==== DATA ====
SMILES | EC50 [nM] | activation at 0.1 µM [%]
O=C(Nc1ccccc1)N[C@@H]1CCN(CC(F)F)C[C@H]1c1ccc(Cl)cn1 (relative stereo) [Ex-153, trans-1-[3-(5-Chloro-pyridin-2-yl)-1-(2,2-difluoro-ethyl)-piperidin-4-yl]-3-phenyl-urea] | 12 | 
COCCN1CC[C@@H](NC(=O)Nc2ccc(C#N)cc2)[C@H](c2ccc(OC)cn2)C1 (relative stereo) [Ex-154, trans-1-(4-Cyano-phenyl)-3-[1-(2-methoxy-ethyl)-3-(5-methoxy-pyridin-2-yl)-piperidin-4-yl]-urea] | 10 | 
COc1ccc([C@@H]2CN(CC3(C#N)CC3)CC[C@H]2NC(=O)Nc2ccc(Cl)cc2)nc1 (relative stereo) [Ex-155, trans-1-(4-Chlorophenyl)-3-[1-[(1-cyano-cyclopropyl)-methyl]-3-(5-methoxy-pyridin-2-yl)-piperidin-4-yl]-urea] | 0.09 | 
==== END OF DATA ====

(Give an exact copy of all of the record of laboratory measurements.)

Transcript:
SMILES | EC50 [nM] | activation at 0.1 µM [%]
O=C(Nc1ccccc1)N[C@@H]1CCN(CC(F)F)C[C@H]1c1ccc(Cl)cn1 (relative stereo) [Ex-153, trans-1-[3-(5-Chloro-pyridin-2-yl)-1-(2,2-difluoro-ethyl)-piperidin-4-yl]-3-phenyl-urea] | 12 | 
COCCN1CC[C@@H](NC(=O)Nc2ccc(C#N)cc2)[C@H](c2ccc(OC)cn2)C1 (relative stereo) [Ex-154, trans-1-(4-Cyano-phenyl)-3-[1-(2-methoxy-ethyl)-3-(5-methoxy-pyridin-2-yl)-piperidin-4-yl]-urea] | 10 | 
COc1ccc([C@@H]2CN(CC3(C#N)CC3)CC[C@H]2NC(=O)Nc2ccc(Cl)cc2)nc1 (relative stereo) [Ex-155, trans-1-(4-Chlorophenyl)-3-[1-[(1-cyano-cyclopropyl)-methyl]-3-(5-methoxy-pyridin-2-yl)-piperidin-4-yl]-urea] | 0.09 | 